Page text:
I found these words in one of the wisdom books that I turn to for inspiration and grounding: “Native Wisdom for White Minds” by Anne Wilson Schaef. The author frames this concept around nature and gardening: she tells about fighting a fast-growing “weed” on her property, only to realize that it was serving a useful function.
Where am I experiencing struggle? What am I trying to control in my life? How might I re-frame these things through the lens of observation and wonder? I would invite all of us to consider these questions.
For me, two things come up that I am trying to control—and feeling the struggle of doing so. Both are negative: systemic racism and the global pandemic. Really big things! Can observation and wonder contribute to my anti-racist work? Yes, if I seek to notice racism and white supremacy: in myself, in my close circle, my wider community, and society at large. Noticing means opening my eyes to the racist attitudes and behaviors that are the water I’m swimming in. And then, I can begin to learn.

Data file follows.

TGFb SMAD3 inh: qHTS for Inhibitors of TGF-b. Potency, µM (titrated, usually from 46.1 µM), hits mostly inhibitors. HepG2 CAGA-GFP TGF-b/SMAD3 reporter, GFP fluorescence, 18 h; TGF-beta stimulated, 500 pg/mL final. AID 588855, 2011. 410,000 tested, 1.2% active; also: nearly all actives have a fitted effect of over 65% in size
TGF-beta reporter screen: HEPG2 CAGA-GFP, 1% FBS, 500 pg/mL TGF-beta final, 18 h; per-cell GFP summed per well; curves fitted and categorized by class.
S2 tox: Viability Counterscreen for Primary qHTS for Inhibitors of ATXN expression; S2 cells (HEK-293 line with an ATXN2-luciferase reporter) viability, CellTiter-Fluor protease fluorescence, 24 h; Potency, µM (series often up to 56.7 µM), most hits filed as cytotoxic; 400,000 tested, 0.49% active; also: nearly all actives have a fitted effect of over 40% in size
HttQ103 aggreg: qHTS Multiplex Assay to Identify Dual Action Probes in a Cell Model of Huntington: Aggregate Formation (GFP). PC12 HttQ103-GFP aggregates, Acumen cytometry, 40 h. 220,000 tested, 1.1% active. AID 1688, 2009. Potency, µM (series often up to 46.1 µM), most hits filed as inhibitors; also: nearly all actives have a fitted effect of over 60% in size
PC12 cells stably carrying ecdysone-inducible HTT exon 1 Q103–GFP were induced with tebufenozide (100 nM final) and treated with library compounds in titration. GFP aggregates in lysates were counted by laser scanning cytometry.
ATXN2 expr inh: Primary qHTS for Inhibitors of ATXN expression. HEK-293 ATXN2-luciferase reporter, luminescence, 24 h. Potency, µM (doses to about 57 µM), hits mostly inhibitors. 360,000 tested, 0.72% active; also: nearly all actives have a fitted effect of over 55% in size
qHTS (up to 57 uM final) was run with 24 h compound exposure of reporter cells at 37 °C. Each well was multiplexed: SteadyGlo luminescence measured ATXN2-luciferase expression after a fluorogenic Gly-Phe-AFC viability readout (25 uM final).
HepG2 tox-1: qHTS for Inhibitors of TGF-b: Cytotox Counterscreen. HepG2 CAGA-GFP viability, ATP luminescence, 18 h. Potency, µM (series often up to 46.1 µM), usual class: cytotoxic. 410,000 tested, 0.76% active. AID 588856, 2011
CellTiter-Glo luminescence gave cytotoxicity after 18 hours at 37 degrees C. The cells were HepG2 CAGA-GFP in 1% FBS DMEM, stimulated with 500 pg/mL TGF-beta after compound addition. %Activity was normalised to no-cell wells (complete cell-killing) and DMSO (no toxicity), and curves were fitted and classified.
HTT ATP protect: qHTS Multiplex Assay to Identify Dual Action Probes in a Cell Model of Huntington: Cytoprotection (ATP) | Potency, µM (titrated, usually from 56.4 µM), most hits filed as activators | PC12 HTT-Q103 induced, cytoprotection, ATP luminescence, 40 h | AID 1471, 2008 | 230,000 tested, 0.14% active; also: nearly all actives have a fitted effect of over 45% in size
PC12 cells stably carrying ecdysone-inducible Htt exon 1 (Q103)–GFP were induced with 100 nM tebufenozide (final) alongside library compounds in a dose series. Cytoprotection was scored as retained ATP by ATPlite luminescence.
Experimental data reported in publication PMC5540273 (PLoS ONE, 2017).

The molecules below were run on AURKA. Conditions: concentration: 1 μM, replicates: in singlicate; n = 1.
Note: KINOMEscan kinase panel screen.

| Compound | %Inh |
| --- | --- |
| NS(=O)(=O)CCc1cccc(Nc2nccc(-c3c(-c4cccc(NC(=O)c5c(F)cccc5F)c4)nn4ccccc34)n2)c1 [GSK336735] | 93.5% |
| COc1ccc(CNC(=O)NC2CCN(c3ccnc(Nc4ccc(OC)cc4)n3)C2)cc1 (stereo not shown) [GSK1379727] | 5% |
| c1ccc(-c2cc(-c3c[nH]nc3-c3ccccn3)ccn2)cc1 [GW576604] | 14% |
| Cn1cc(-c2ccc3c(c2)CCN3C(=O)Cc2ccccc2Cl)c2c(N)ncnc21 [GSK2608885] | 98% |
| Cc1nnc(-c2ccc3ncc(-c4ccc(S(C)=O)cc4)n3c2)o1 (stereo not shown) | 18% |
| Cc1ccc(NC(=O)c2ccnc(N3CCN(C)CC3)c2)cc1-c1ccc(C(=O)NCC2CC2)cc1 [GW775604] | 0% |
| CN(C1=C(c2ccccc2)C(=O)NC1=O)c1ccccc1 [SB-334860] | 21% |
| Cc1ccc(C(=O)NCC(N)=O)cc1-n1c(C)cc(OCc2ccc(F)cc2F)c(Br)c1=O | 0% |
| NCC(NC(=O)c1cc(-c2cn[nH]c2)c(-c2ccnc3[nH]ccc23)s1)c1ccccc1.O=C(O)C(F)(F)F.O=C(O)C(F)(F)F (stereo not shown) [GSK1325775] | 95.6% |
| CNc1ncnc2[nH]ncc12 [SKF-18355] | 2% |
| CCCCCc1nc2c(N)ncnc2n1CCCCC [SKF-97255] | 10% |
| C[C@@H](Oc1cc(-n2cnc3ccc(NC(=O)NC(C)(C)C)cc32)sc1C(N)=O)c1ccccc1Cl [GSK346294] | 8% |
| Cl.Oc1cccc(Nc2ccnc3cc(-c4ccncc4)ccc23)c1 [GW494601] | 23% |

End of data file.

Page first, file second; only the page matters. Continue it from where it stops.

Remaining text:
I am struggling with this pandemic also, and wishing I had some control. I suppose that an attitude of wonder might mean leaning into this moment. This is an unprecedented moment of confronting a common natural enemy, which affords the opportunity to come together in common purpose, common action, and common compassion. I am optimistic that new federal leadership and the promise of a vaccine in 2021 will allow us to pull together for a difficult winter of isolation. It will take all of our spiritual discipline and all of the loving community we can muster to succeed. And we will learn a lot in doing so.
In thinking about these things and my attitude towards them, another piece of wisdom comes to mind: the Serenity Prayer.
May we have the serenity to accept the things we cannot change,
the courage to change the things we can,
and the wisdom to know the difference.
May it be so.
Rev. Andrew Frantz